So then it also means you owe it to your friends to not be negative around them; not to infect them with your negativity.

Try whining about your misfortunes every time you meet your friend and find out how “true” your friendship is. And just so you don’t get it wrong, you will have deserved the desertion.

It is not that you should never talk about your misfortunes to a friend; but if and when you get deserted, instead of adding that to your list of complaints, you should know there was only so much negativity they could afford to accept into their life.

It is said that if your friend doesn’t help you in your bad times, they never were a friend to begin with. A thought like that is a product of selfish and often infantile tendency.

A friend should and would help you in your bad time, sure. But if you are having bad times often, you must ask yourself, what’s in it for them? Hence, to think a friend in need is a friend indeed is selfish and infantile.

Every social interaction can be viewed in terms of give-and-take. Friendship is no exception. Both/all parties must bring value for the friendship to survive. Or else it becomes a drag, and wouldn’t be anymore.

Be the kind of person you would like to be friends with. Everyone wants to be friends with people who are better versions of themselves in one way or another.

Don’t view friendship as something you get for free; that comes without any responsibility on your part. Like any relationship, friendship needs nurturing – in the form of value you bring.

When you meet a non-smoker friend who considers smoking to be unambiguously bad, don’t smoke in their company. That’s not adding value, and would be a disservice to the friendship.

You are an average of 5-10 people you spend most of your active time with. They likely include your best friends. Better friends, better the average, better you. Now consider this: How do you contribute to the average?

Over a period of time, friends’ contribution to the friendship should be net positive for both parties. The otherwise will manifest by way of decreasing frequency of interactions.

I don’t think that friendships break until and unless expressly declared thus. They change forms as the underlying dynamic – the mutual exchange of wisdom, inspiration and motivation – changes. The friends who were once close, and are not-so-close now, may again become close when the dynamic improves.

Worthwhile friendships are predicated on two-way exchange of wisdom, inspiration and motivation. Therefore, positivity and self-improvement is your responsibility not only towards yourself, but also towards your friends if you wish to keep them around.

Being Yourself Without Paying The Cost

From Quora

Q. How can I start to be myself?

A. It is possible that the start of my answer is going to be a detour, or worse, completely detached from the questioner’s motive.

But now since you know I’m aware of that, I believe you’ll understand that maybe the detour is important in some way.

When you say you want to be yourself, the following question needs to be answered first: Who are you?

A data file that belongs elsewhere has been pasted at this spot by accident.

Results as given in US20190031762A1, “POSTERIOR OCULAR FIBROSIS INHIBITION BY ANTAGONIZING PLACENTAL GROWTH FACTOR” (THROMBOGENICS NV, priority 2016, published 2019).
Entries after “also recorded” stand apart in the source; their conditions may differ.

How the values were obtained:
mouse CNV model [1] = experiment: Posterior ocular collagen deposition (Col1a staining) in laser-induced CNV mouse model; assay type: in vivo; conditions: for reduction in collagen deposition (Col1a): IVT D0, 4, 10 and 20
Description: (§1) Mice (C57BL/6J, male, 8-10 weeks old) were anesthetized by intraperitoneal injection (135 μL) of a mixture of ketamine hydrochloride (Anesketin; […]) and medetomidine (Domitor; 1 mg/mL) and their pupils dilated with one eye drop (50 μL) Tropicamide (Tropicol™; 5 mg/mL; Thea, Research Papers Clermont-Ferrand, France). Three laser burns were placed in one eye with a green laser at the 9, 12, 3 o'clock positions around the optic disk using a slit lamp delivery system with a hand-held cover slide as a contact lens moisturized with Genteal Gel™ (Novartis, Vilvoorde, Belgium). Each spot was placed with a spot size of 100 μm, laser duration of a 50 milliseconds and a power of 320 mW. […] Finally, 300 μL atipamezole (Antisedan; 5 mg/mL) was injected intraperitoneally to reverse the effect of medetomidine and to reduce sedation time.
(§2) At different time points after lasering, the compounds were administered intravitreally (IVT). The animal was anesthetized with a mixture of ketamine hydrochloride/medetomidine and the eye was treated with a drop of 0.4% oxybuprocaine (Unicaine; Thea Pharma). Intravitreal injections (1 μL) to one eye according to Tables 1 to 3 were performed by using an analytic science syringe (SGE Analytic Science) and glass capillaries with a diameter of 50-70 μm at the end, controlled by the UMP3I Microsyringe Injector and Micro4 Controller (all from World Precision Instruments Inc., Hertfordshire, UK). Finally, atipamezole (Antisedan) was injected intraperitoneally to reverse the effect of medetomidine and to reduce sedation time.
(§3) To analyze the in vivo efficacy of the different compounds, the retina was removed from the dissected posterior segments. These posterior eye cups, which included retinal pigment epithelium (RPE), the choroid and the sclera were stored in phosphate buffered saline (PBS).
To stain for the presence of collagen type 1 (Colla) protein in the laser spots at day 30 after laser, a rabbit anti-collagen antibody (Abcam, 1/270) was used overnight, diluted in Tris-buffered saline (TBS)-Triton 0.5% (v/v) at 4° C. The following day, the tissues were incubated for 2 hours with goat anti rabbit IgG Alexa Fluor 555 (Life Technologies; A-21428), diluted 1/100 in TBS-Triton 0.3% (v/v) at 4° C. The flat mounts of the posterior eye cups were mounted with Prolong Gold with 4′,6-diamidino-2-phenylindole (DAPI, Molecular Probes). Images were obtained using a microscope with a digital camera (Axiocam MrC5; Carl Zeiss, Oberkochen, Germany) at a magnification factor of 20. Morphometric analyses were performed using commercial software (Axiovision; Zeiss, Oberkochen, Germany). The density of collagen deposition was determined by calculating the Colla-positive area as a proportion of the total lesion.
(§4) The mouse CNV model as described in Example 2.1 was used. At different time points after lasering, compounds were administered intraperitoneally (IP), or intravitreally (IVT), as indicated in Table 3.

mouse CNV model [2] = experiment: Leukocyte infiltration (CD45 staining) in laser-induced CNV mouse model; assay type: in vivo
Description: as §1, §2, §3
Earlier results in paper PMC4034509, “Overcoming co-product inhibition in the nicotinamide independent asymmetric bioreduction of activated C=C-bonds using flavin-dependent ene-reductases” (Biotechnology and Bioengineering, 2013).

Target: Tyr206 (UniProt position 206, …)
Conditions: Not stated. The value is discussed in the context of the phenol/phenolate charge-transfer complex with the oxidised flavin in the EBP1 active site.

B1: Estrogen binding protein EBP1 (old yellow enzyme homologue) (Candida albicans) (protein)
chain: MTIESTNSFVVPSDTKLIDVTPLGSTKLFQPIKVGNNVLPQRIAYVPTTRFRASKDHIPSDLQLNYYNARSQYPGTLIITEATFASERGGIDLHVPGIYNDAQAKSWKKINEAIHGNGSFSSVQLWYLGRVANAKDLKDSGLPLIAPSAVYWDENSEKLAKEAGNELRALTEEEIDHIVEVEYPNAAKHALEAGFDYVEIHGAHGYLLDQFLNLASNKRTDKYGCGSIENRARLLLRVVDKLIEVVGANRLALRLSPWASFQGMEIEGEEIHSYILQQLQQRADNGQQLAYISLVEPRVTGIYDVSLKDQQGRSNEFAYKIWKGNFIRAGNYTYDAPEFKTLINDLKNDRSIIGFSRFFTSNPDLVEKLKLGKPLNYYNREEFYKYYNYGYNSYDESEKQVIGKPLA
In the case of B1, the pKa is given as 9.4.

Is there a specific way to be that you’d regard as being yourself? If so, that would mean a static personality. A person with fixed thoughts and behavioral pattern who is You.

Humans are not static. We evolve as we live. As we have new experiences, we develop, or regress, but we change.

What you regard as being yourself today will change tomorrow.

Today I believe that A is more important than B. So being myself would mean I do more of A and less, or none, of B. Tomorrow I may learn that X and Y are more important than A. And so that will change what it means to be myself. Being myself then would mean not doing A but X and Y.

Self is not a static. It’s fluid.

To understand one’s true self, or true nature, is a big philosophical challenge. You can’t capture your self, it keeps moving. You must constantly be self analytical to be aware of your true self as it is always changing.

Okay, the detour ends here.

It is possible that the question is coming from a simpler mind who just wants to understand how to assert oneself in social situations. How to say ‘no’ to someone, for example.

Living on your own terms. That’s being yourself, right?

Being yourself in that sense involves costs. You can “be yourself” with someone who is lower than you on the social status ladder, but not with those higher up, without paying the costs that is.

And if one has to ask this question, that suggests one is on bottom rungs of social status, at least in one’s circle.

It is about dominance hierarchy. The status game. The higher up you are in the dominance hierarchy, the easier it is to resist social pressures and be yourself.

The steps to climbing up the dominance hierarchy, or attaining higher status, is to improve yourself in whichever ways you can.

Get in shape, improve your health. Work on your communication and social skills. Pactice skills and turn them into talents. Learn to dress well. I could go on.

If you need motivation and help with that, this might be useful: How do I get motivated and stay positive towards life? In answer to the linked question, I talk about systems approach (credit: Scott Adams) to self improvement which has proved enormously helpful to me.

Be what other people desire to be in as many ways as you can be. That is how status arises. When you are as good, or better, at something as the one perceiving you would want to be, you are accorded higher status.

Climb up the dominance hierarchy. It is easier to be yourself then without paying the costs that you can’t afford to.

Self-Motivation, How-To

From Quora

Q. How do I keep myself motivated so as to give my best to achieve my goals?

A. “Motivation is what gets you started. Habit is what keeps you going.” – Jim Rohn

The best way to stay motivated in life is to keep improving yourself every day, even if it is marginal improvement.

Pick a habit or two (like playing an instrument, writing, working out,..) and look forward to doing it every day.